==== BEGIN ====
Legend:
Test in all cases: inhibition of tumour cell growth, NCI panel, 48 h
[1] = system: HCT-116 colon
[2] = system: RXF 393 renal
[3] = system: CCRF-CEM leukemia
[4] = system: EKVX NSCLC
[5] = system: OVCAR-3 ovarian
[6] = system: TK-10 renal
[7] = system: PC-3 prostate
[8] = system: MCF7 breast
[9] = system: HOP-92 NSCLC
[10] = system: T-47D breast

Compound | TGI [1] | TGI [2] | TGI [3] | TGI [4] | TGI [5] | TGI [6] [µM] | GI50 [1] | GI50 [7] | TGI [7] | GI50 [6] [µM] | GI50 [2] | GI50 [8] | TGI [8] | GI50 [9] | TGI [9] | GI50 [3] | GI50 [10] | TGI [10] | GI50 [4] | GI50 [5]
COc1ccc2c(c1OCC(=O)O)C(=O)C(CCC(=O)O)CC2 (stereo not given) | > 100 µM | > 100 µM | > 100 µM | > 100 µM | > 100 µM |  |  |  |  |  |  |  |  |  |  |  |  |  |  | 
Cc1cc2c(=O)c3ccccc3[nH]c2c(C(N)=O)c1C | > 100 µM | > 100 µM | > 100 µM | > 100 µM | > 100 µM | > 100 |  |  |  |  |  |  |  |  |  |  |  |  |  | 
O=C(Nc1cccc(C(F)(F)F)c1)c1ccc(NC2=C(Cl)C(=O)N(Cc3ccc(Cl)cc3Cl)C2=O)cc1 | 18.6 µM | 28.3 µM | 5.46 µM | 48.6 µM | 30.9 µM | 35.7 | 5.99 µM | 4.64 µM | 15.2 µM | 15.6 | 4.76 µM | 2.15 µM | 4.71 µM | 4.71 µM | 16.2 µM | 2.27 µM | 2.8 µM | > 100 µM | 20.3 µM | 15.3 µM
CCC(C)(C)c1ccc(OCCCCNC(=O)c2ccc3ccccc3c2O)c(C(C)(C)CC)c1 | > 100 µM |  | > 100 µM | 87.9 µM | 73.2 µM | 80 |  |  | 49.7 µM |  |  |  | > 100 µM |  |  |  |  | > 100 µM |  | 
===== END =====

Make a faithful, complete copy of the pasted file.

Legend:
Test in all cases: inhibition of tumour cell growth, NCI panel, 48 h
[1] = system: HCT-116 colon
[2] = system: RXF 393 renal
[3] = system: CCRF-CEM leukemia
[4] = system: EKVX NSCLC
[5] = system: OVCAR-3 ovarian
[6] = system: TK-10 renal
[7] = system: PC-3 prostate
[8] = system: MCF7 breast
[9] = system: HOP-92 NSCLC
[10] = system: T-47D breast

Compound | TGI [1] | TGI [2] | TGI [3] | TGI [4] | TGI [5] | TGI [6] [µM] | GI50 [1] | GI50 [7] | TGI [7] | GI50 [6] [µM] | GI50 [2] | GI50 [8] | TGI [8] | GI50 [9] | TGI [9] | GI50 [3] | GI50 [10] | TGI [10] | GI50 [4] | GI50 [5]
COc1ccc2c(c1OCC(=O)O)C(=O)C(CCC(=O)O)CC2 (stereo not given) | > 100 µM | > 100 µM | > 100 µM | > 100 µM | > 100 µM |  |  |  |  |  |  |  |  |  |  |  |  |  |  | 
Cc1cc2c(=O)c3ccccc3[nH]c2c(C(N)=O)c1C | > 100 µM | > 100 µM | > 100 µM | > 100 µM | > 100 µM | > 100 |  |  |  |  |  |  |  |  |  |  |  |  |  | 
O=C(Nc1cccc(C(F)(F)F)c1)c1ccc(NC2=C(Cl)C(=O)N(Cc3ccc(Cl)cc3Cl)C2=O)cc1 | 18.6 µM | 28.3 µM | 5.46 µM | 48.6 µM | 30.9 µM | 35.7 | 5.99 µM | 4.64 µM | 15.2 µM | 15.6 | 4.76 µM | 2.15 µM | 4.71 µM | 4.71 µM | 16.2 µM | 2.27 µM | 2.8 µM | > 100 µM | 20.3 µM | 15.3 µM
CCC(C)(C)c1ccc(OCCCCNC(=O)c2ccc3ccccc3c2O)c(C(C)(C)CC)c1 | > 100 µM |  | > 100 µM | 87.9 µM | 73.2 µM | 80 |  |  | 49.7 µM |  |  |  | > 100 µM |  |  |  |  | > 100 µM |  | 